Friday, April 8, 2022

2003-2018: Psychiatrists had the highest suicide rate among health professionals

Li, T., Petrik, M. L., Freese, R. L., & Robiner, W. N. (2022). Suicides of psychologists and other health professionals: National Violent Death Reporting System data, 2003–2018. American Psychologist, Apr 2022.

Abstract: Suicide is a prevalent problem among health professionals, with suicide rates often described as exceeding that of the general population. The literature addressing suicide of psychologists is limited, including its epidemiological estimates. This study explored suicide rates in psychologists by examining the National Violent Death Reporting System (NVDRS), the Centers for Disease Control and Prevention’s data set of U.S. violent deaths. Data were examined from participating states from 2003 to 2018. Trends in suicide deaths longitudinally were examined. Suicide decedents were characterized by examining demographics, region of residence, method of suicide, mental health, suicidal ideation, and suicidal behavior histories. Psychologists’ suicide rates are compared to those of other health professionals. Since its inception, the NVDRS identified 159 cases of psychologist suicide. Males comprised 64% of decedents. Average age was 56.3 years. Factors, circumstances, and trends related to psychologist suicides are presented. In 2018, psychologist suicide deaths were estimated to account for 4.9% of suicides among 10 selected health professions. As the NVDRS expands to include data from all 50 states, it will become increasingly valuable in delineating the epidemiology of suicide for psychologists and other health professionals and designing prevention strategies.

Contrary to previous research findings, our findings suggest that third-party observers cannot reliably detect attraction in others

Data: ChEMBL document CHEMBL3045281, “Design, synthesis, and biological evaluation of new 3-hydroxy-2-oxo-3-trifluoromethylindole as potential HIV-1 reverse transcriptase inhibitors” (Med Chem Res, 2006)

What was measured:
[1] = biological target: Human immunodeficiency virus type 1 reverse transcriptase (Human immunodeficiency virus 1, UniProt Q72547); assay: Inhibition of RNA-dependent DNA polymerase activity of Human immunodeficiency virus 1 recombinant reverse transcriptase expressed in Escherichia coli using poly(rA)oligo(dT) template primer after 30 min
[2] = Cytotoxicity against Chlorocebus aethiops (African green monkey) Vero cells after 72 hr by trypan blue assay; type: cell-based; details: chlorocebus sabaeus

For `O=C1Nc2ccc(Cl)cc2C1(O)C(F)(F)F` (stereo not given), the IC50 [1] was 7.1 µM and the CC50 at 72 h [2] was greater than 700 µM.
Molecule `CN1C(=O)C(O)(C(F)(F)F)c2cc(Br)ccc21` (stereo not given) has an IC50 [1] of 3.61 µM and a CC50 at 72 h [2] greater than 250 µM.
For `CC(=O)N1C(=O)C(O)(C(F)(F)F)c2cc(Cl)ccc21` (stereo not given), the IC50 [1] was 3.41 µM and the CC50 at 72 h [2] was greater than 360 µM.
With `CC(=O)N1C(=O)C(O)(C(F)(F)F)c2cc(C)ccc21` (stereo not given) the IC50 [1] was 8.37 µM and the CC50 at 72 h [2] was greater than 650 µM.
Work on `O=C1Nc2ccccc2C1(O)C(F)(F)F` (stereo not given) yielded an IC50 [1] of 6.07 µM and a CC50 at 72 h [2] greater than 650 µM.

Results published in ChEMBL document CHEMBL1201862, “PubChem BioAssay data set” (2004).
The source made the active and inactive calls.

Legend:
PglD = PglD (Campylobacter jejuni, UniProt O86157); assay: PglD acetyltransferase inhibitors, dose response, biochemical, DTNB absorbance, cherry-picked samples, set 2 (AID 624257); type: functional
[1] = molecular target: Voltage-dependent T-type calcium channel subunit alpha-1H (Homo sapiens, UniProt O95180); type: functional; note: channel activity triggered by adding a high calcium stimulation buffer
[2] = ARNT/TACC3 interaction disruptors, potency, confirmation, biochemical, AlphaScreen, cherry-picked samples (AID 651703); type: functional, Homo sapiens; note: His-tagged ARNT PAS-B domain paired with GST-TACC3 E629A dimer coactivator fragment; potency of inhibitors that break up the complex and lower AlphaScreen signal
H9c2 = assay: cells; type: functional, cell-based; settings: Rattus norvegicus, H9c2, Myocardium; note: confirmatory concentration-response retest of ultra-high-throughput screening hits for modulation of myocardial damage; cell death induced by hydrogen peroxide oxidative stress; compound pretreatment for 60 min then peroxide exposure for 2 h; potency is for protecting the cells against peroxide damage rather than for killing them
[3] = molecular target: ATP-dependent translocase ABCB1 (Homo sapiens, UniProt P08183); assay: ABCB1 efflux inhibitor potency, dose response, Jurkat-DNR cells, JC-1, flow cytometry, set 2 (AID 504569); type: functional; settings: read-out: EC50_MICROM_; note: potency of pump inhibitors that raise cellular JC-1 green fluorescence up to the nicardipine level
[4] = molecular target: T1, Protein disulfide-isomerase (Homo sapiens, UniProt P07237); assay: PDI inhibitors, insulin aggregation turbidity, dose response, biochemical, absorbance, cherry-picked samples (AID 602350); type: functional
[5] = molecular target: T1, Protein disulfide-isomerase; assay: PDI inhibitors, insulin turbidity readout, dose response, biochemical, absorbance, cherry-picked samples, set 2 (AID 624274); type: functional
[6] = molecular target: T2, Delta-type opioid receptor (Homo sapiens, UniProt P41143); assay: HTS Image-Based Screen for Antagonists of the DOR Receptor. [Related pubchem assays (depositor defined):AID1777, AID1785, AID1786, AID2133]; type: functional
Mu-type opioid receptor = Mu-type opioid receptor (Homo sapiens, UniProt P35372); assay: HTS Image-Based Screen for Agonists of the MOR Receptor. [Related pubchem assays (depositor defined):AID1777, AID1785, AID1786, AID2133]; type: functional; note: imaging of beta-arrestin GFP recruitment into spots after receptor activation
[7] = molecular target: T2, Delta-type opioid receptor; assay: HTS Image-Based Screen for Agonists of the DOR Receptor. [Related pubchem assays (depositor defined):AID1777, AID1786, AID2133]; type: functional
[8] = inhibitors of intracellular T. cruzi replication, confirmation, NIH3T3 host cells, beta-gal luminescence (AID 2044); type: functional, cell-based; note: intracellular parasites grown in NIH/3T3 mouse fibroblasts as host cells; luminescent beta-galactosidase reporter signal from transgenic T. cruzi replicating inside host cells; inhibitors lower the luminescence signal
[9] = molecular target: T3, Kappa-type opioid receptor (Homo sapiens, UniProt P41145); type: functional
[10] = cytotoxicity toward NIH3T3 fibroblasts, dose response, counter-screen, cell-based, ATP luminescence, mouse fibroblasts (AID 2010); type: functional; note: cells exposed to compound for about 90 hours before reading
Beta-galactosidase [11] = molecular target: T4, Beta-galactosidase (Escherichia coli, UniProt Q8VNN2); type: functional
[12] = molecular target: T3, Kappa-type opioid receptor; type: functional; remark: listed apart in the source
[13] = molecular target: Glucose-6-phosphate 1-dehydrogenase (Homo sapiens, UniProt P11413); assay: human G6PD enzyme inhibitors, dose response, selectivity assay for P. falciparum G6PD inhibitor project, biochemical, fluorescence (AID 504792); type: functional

Can third-party observers detect attraction in others based on subtle nonverbal cues? Iliana Samara, Tom S. Roth, Milica Nikolic, Eliska Prochazkova & Mariska E. Kret. Current Psychology, Apr 8 2022.

Abstract: In a series of three studies, we examined whether third-party observers can detect attraction in others based on subtle nonverbal cues. We employed video segments of dates collected from a speed-dating experiment, in which daters went on a brief (approx. 4 min) blind-date and indicated whether they would like to go on another date with their brief interaction partner or not. We asked participants to view these stimuli and indicate whether or not each couple member is attracted to their partner. Our results show that participants could not reliably detect attraction, and this ability was not influenced by the age of the observer, video segment location (beginning or middle of the date), video duration, or general emotion recognition capacity. Contrary to previous research findings, our findings suggest that third-party observers cannot reliably detect attraction in others. However, there was one exception: Recognition rose above chance level when the daters were both interested in their partners compared to when they were not interested.

General discussion

In a series of three experiments, we found no strong evidence supporting the notion that people can reliably detect attraction or its absence in thin video slices of people on a date based on nonverbal subtle emotional cues. However, we found that accuracy was increased based on whether the person presented in the video was attracted to their partner. Specifically, we found that the third-party observers were more accurate in detecting attraction when the daters were attracted to their partners than detecting the absence of attraction when the daters indicated not being attracted to their partner. In addition, recognizing attraction was not influenced by age or length of the stimuli presented.

In accordance with previous findings (e.g., Place et al., 2009), we found that people cannot reliably detect attraction from initial interactions. Given that previous findings have emphasized the importance of subtle nonverbal cues in communicating attraction (e.g., Eibl-Eiblsfeldt, 1989; Keltner & Buswell, 1997), one might question whether the observed low accuracy in detecting attraction might be the result of a low frequency of occurrence of behaviours associated with attraction. In other words, was there sufficient information present in the stimuli themselves that the participants might have picked up? Indeed, we only found minor numerical differences in behaviours associated with attraction (e.g., coyness, genuine smiles) in the First Impression 3-s videos (see Supplemental Material). Thus, the observed low accuracy might result from the low frequency of behaviour occurrence. Nonetheless, our findings replicate previous research (e.g., Place et al., 2009) and further support the notion that people cannot reliably detect attraction when viewing others in the initial phases of their interaction.